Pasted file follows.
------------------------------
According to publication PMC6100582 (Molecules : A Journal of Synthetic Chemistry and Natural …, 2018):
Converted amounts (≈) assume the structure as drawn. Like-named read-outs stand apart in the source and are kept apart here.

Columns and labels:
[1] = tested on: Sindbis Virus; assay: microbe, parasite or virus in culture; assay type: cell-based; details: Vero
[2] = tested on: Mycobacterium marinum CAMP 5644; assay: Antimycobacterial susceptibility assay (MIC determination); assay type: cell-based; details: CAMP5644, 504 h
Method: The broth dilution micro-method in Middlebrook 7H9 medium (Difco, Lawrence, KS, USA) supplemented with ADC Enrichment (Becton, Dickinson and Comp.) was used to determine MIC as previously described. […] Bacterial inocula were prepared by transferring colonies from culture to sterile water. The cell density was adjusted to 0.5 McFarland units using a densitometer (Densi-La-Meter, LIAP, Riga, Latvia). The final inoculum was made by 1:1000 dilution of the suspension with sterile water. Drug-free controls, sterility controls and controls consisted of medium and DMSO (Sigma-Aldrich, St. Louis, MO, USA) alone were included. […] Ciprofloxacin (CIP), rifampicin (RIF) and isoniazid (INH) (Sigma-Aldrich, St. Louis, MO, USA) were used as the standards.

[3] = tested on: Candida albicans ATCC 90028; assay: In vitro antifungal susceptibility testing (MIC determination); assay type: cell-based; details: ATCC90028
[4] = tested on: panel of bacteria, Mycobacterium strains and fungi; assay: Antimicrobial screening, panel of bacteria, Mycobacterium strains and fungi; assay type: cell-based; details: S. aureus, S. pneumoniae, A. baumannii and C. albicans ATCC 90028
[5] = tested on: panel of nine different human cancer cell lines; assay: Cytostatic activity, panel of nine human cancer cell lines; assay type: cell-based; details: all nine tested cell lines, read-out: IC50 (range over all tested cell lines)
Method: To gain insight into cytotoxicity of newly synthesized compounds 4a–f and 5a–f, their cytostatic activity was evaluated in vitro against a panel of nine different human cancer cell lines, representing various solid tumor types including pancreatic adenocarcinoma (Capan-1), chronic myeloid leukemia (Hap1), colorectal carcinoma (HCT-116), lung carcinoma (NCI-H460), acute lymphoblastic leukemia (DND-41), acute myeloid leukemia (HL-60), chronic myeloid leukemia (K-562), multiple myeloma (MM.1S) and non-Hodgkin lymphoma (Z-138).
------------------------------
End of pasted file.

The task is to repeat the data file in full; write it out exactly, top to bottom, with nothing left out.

According to publication PMC6100582 (Molecules : A Journal of Synthetic Chemistry and Natural …, 2018):
Converted amounts (≈) assume the structure as drawn. Like-named read-outs stand apart in the source and are kept apart here.

Columns and labels:
[1] = tested on: Sindbis Virus; assay: microbe, parasite or virus in culture; assay type: cell-based; details: Vero
[2] = tested on: Mycobacterium marinum CAMP 5644; assay: Antimycobacterial susceptibility assay (MIC determination); assay type: cell-based; details: CAMP5644, 504 h
Method: The broth dilution micro-method in Middlebrook 7H9 medium (Difco, Lawrence, KS, USA) supplemented with ADC Enrichment (Becton, Dickinson and Comp.) was used to determine MIC as previously described. […] Bacterial inocula were prepared by transferring colonies from culture to sterile water. The cell density was adjusted to 0.5 McFarland units using a densitometer (Densi-La-Meter, LIAP, Riga, Latvia). The final inoculum was made by 1:1000 dilution of the suspension with sterile water. Drug-free controls, sterility controls and controls consisted of medium and DMSO (Sigma-Aldrich, St. Louis, MO, USA) alone were included. […] Ciprofloxacin (CIP), rifampicin (RIF) and isoniazid (INH) (Sigma-Aldrich, St. Louis, MO, USA) were used as the standards.

[3] = tested on: Candida albicans ATCC 90028; assay: In vitro antifungal susceptibility testing (MIC determination); assay type: cell-based; details: ATCC90028
[4] = tested on: panel of bacteria, Mycobacterium strains and fungi; assay: Antimicrobial screening, panel of bacteria, Mycobacterium strains and fungi; assay type: cell-based; details: S. aureus, S. pneumoniae, A. baumannii and C. albicans ATCC 90028
[5] = tested on: panel of nine different human cancer cell lines; assay: Cytostatic activity, panel of nine human cancer cell lines; assay type: cell-based; details: all nine tested cell lines, read-out: IC50 (range over all tested cell lines)
Method: To gain insight into cytotoxicity of newly synthesized compounds 4a–f and 5a–f, their cytostatic activity was evaluated in vitro against a panel of nine different human cancer cell lines, representing various solid tumor types including pancreatic adenocarcinoma (Capan-1), chronic myeloid leukemia (Hap1), colorectal carcinoma (HCT-116), lung carcinoma (NCI-H460), acute lymphoblastic leukemia (DND-41), acute myeloid leukemia (HL-60), chronic myeloid leukemia (K-562), multiple myeloma (MM.1S) and non-Hodgkin lymphoma (Z-138).